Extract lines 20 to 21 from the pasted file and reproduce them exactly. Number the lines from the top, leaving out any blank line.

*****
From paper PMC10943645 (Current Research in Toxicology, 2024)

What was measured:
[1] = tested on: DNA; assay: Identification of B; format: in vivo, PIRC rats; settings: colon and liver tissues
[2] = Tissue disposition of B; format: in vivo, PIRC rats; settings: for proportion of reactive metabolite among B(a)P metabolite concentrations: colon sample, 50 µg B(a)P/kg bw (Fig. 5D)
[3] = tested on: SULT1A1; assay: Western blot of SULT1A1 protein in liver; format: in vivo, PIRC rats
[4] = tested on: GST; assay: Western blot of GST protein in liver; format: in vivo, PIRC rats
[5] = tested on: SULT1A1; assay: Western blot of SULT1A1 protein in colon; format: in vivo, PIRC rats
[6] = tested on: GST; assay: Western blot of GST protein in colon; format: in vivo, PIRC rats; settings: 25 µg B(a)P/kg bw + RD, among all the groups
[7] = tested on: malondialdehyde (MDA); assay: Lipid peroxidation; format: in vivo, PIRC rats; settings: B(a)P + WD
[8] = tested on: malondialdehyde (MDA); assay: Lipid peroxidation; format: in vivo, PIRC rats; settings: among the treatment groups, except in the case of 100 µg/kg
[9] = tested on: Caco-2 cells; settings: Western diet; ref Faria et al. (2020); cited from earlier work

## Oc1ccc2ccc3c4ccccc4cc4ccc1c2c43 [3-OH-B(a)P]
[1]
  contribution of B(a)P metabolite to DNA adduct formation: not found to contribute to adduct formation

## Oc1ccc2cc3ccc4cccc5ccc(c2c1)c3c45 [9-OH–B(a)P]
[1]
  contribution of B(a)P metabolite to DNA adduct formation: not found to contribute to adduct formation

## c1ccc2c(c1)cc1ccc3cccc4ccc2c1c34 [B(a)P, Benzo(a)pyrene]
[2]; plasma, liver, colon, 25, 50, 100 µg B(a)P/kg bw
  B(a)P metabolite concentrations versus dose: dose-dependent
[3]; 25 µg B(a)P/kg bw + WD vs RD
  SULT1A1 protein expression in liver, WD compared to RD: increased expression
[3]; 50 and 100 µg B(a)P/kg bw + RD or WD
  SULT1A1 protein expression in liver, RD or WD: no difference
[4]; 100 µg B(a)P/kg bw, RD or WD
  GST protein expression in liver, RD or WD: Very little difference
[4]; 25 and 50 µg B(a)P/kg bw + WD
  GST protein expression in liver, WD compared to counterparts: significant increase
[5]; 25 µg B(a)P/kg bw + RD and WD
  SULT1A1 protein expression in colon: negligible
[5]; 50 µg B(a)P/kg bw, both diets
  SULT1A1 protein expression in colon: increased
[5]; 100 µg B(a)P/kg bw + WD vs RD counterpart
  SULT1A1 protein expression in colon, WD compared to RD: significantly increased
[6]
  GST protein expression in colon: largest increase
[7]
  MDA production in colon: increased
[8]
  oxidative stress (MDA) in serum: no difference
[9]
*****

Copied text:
  B(a)P metabolite concentrations versus dose: dose-dependent
[3]; 25 µg B(a)P/kg bw + WD vs RD